The lame duck session of the Ohio legislature is coming up in the next few weeks. And there’s some talk about whether lawmakers will take up the issue of election reform -- specifically voter ID and the elimination of early in person weekend voting opportunities. Ohio Public Radio’s Jo Ingles reports there is controversy as to whether legislators should take up those issues in the final weeks of this year.
Ohioans went to the polls last weekend because the state lost a federal lawsuit brought by Democrats challenging a new Ohio law that eliminated those days. Some lawmakers want to take a second look at that issue that was struck down by the court. And some lawmakers say they also want to take another look at current voter identification requirements. Republican Keith Faber says election reform is important.
Faber: “Well I think we are going to take a look at it. We’ve got to see what worked and didn’t work.”
Faber isn’t ruling out accomplishing some election reform during the lame duck session in the last few weeks of this year. That’s the period when outgoing lawmakers can take controversial votes that they won’t have to answer for in the future. Faber says the lame duck session might be a good time to tackle some of the election reform issues.
Faber: “Because one, you clarify things when you’ve got people fresh in their minds as to what the issues and the problems were. The other benefit would be simply trying to help identify what you need to work on and what you don’t. Because I don’t think you do it all in one bill anyway. I think there are a lot of issues there. There are things we all agreed on that we didn’t do because we didn’t want to mess with it before the election but some of the access for the handicapped and some of those issues. And so the question is can you do things that improve the process? Yes. Because there are going to be some parts of that that are imminently controversial because when you talk about election issues, they always are. There may or may not be an incentive to do that or a desire to do that now.”
The head of Ohio’s Democratic Party, Chris Redfern, says one thing is for sure: If lawmakers try to eliminate weekend in-person early voting during the lame duck session, they will have a fight on their hands.
Redfern: “If the lame duck session of the state senate passes legislation that limits early vote, the Ohio Democratic Party will immediately commence with a referendum. We have set aside resources to take on this effort and we will take on that effort. And we will rebuff and push back any effort to strip back early vote.”
Redfern, himself, will be a member of the Ohio legislature next year when the batch of newly elected lawmakers takes office. He says he thinks it’s appropriate for the legislature to take up election reform, including early in-person weekend voting opportunities, next year.
Redfern: “No one likes to see long lines. And I don’t believe Jon Husted likes to see long lines, because it affects his legacy as secretary of state. I believe that there is an opportunity here to craft meaningful legislation that would continue the early-vote opportunities for voters and to expand into additional weekends. I think Jon speaks to uniformity first and foremost. I disagree with that, but I will cede the argument because I think allowing every voter the chance to vote on weekends is appropriate. One hundred forty-four Ottawa countians, in my home district, voted that last weekend while tens of thousands vote in Cuyahoga County and other places during weekends. So I think if we give those folks an opportunity to vote on weekends, more people will vote and we all want that.”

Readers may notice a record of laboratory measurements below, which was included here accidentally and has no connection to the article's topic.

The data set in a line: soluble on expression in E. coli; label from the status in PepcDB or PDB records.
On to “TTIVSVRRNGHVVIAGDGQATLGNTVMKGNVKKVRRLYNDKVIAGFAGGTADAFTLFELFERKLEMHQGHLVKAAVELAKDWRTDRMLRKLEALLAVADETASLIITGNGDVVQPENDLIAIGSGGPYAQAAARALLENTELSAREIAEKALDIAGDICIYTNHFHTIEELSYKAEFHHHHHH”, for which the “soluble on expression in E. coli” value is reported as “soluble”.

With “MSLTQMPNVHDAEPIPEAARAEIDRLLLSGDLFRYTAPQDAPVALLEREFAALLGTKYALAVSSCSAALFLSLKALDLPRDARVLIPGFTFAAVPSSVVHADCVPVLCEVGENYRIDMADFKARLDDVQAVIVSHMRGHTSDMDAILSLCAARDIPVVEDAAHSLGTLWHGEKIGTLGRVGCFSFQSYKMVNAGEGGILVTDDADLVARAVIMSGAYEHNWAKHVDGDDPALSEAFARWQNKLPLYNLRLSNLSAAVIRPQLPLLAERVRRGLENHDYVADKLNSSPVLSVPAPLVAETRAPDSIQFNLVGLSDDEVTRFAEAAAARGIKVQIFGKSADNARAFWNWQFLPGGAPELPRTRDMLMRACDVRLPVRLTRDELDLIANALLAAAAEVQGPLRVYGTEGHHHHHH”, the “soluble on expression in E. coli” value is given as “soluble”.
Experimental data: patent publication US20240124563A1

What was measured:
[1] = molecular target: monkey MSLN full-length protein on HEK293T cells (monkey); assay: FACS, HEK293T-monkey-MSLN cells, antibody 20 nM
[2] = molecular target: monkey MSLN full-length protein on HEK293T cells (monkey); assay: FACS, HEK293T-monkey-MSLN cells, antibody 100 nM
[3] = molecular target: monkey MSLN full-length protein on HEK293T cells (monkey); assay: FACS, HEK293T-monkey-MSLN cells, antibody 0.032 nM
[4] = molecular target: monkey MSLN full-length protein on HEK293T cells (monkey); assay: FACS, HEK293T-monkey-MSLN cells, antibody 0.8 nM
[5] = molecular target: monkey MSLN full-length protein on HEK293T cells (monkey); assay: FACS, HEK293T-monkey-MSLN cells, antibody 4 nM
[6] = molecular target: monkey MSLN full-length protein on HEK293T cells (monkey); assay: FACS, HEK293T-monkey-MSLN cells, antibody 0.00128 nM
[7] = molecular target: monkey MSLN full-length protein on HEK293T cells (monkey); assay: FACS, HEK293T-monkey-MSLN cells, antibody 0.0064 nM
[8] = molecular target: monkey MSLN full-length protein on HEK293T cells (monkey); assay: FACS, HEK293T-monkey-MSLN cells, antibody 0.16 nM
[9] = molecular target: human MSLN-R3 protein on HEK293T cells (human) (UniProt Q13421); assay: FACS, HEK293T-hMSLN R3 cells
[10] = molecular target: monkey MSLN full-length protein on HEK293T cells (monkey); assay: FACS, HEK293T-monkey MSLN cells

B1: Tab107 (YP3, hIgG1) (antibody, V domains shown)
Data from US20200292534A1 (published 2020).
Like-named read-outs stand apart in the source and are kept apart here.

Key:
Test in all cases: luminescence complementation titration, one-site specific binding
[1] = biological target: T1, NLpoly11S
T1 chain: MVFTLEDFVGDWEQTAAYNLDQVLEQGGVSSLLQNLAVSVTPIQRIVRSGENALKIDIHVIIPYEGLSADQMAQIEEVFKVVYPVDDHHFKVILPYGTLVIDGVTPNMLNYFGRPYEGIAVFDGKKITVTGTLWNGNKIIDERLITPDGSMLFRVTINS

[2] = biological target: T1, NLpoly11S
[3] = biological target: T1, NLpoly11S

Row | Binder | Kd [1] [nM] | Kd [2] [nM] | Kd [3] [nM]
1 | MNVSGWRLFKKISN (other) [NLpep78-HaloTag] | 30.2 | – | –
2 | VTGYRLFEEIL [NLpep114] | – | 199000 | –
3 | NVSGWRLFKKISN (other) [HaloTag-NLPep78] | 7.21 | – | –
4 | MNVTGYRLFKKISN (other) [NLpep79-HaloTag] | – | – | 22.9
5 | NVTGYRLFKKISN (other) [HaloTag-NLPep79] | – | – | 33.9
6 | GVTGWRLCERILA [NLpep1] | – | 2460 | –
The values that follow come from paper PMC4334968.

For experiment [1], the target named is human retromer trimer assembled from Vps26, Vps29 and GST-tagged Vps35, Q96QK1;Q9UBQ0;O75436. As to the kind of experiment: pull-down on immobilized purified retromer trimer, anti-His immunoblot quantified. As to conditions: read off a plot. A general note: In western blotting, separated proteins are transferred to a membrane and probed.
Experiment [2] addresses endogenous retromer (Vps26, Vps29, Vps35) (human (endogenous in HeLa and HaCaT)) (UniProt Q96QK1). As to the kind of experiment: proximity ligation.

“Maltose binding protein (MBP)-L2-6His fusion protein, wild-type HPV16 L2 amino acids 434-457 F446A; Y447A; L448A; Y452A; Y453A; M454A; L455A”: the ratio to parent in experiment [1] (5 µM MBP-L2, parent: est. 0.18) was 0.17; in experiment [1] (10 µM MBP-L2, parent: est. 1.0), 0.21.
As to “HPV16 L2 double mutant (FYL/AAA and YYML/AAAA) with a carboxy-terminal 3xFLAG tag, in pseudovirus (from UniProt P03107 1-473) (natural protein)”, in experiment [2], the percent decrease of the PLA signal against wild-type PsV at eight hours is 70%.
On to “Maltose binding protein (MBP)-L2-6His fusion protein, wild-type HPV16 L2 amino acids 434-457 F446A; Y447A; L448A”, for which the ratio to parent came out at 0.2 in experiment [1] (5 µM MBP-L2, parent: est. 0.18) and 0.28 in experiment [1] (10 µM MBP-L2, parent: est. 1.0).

For his part, Republican Secretary of State Jon Husted says he thinks the Ohio legislature needs to take up election reform but he doesn’t think it should be tackled during the lame duck session.
Husted: “I’m not going to tell my friends that run the legislature or the minority leader how to do their jobs. But let’s take a deep breath. Let’s set this aside for the lame duck session. Let’s get the leaders to sit down right now and say OK, we are going to watch what we say about one another, we are going to tone it down and we are going to be reasonable about how we go about this. And we are going to just set these days in code. Take it out of the hands of the local boards and the secretary of state. Tell us what days you want to do it and what hours you want to do it. It will be in the law and we will get it right. Let’s stop trying to write tricks into the code about provisional ballots. Let’s clean it up. Let’s start it over. Let’s get it right.”
Husted says this election went smoothly, despite the lawsuits and questions about the process. He says Ohio is under the microscope more than surrounding states simply because the Buckeye State is a key swing state. And even without election reform, Husted notes voters here have many more opportunities to vote than voters in Kentucky or Pennsylvania.